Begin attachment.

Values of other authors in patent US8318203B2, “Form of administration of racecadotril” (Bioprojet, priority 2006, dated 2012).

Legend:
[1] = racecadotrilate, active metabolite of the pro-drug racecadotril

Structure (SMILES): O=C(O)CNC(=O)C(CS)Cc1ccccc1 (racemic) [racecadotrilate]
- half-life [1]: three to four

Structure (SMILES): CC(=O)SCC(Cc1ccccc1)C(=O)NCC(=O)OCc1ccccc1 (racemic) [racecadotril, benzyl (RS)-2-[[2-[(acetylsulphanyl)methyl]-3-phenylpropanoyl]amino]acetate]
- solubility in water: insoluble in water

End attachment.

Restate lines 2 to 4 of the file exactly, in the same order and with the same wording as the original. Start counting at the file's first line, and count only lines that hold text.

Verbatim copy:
Legend:
[1] = racecadotrilate, active metabolite of the pro-drug racecadotril

Structure (SMILES): O=C(O)CNC(=O)C(CS)Cc1ccccc1 (racemic) [racecadotrilate]